Prof Maria Frahm-Arp is the chairperson of ASRSA from 2017-2019. She works in the Department of Religion Studies at the University of Johannesburg. Her area of research interest is Pentecostal Charismatic Churches in South Africa and she has written on women (Professional Women in South African Pentecostal Churches. Brill 2010), development (Bompani, B & Frahm-Arp, M. (eds). Development and Religion from Below: Exploring Religious Spaces in the African State. Palgrave Macmillan 2010) and politics in these churches She is also interested in Anglican Studies, particularly in South Africa and has supervised numerous postgraduate students studying in this field.
Sibusiso Masondo is a Senior Lecturer in the School of Religion, Philosophy and Classics at the University of KwaZulu Natal. He holds a PhD in comparative religion from the University of Cape Town. He taught Religious Studies at the University of Cape Town. His research and teaching is focused on African Religion, African Christianity and indigenous meaning systems, African Indigenous Churches, African intellectual history, and comparative religion. His current research focus is on the Challenges of African Religion in Contemporary South Africa.
Elisabetta Porcu is an Senior Lecturer in Asian religions at the University of Cape Town. Before moving to South Africa, she worked at various universities in Japan (2004-2010) and taught Japanese religions at the University of Leipzig (2010-2014). She has been Visiting Research Scholar at the International Research Center for Japanese Studies (Nichibunken) in Kyoto (2013-2014), Numata Visiting Professor of Buddhist Studies at the University of Hawaii (2013), and Visiting Professor at Kyushu University (2016-2017). Among her publications are the monograph Pure Land Buddhism in Modern Japanese Culture (Brill, 2008), and various articles and book chapters, including “Religion, Second Modernity and Individualization in Japan” (2018); “Contemporary Japanese Buddhist Traditions” (2017); “Pop Religion in Japan: Buddhist Temples, Icons and Branding” (2014); and “Observations on the Blurring of the Religious and the Secular in a Japanese Urban Setting” (2012). Dr. Porcu is the director of the Center for the Study of Asian Religions (CSAR) at the University of Cape Town and the founding editor of the Journal of Religion in Japan (Brill). She is currently working on two book projects on Japanese religions and popular culture and the Gion Festival in Kyoto.
Beverly Vencatsamy is currently employed as a Lecturer in Comparative Religion in the School of Religion, Philosophy & Classics at the University of KwaZulu-Natal. Her areas of research interest are gender, community engagement and knowledge production. She is currently registered for her PhD focussing on Teaching and Learning in Higher Education. Ms Vencatsamy has served as the editorial assistant for the journal Alternation: Interdisciplinary Journal for the Study of the Arts and Humanities in Southern Africa since 2007. She has subsequently moved on to Financial Manager and Assistant Editor of Alternation. Ms Vencatsamy is also the Financial Manager for the JSR – Journal for the Study of Religion, which is the affiliated journal, for the Association for the Study of Religion in Southern Africa (ASRSA). She is also an executive member of ASRSA, serving her 3rd term as the treasurer for the association.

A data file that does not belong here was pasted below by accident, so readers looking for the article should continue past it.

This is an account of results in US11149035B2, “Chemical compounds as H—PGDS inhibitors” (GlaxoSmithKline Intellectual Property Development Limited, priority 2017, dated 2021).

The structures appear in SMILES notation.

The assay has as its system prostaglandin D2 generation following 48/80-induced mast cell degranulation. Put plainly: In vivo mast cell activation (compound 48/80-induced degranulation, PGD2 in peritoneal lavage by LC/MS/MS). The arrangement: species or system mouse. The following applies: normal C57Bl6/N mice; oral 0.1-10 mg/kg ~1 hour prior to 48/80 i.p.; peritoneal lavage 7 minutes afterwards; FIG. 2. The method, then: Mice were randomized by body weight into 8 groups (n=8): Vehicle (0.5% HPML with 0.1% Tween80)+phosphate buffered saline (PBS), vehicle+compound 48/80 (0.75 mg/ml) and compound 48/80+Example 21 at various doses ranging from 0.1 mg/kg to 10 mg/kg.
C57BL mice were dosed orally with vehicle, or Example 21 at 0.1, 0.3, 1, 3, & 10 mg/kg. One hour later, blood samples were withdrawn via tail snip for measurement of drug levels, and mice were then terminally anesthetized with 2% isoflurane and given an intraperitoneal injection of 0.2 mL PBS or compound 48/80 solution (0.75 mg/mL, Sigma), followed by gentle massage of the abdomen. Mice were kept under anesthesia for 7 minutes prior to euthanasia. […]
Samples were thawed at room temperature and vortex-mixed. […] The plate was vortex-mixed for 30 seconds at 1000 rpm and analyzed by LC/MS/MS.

Editor of the Journal for the Study of Religion
Johan Strijdom is a full professor in the comparative study of religion at the University of South Africa. In his research and publications he focuses on religious nationalism and violence, critiques of indigenous claims and practices, and critical approaches to material aspects of religion. These areas are analysed in a comparative and historically nuanced way, by elaborating a critique of class, gender and ethnic power relations, from a postcolonial location in the global south. He was co-editor of the journal Phronimon, which has as its goal the promotion of a dialogue between Western and African philosophies, and is currently editor of the Journal for the Study of Religion, which is published by the Association for the Study of Religion in Southern Africa."
Executive Committee Member
Tahir Fuzile Sitoto is a Lecturer in the School of Religion, Philosophy and Classics at the University of KwaZulu-Natal on the Durban campus. Between 2004 and 2006 he was a Fulbright Scholar at the State University of New York in the program Philosophy, Interpretation and Culture at Binghamton. A graduate of the University of Cape Town where he has obtained his PhD, he has also studied at King Saud University, Arabic Language Institute in Riyadh, Saudi Arabia. His research focus is on black/Africana Existential Philosophy, black African Muslim identity and subjectivities. Also, he has a keen interest on the study of Islam as a spiritual category, Ethics, Religion in poetry, arts and jazz. Besides chapter contributions in book publications like Religion and Spirituality in South Africa: New Perspectives and the recently published, Who is an African: Race, Identity in Post-apartheid South Africa, some of his work appeared in journals such as Islamic Africa, Journal for Islamic Studies, Journal of African Christian Thought, and, Postscripts: The Journal of Sacred Texts & Contemporary Worlds.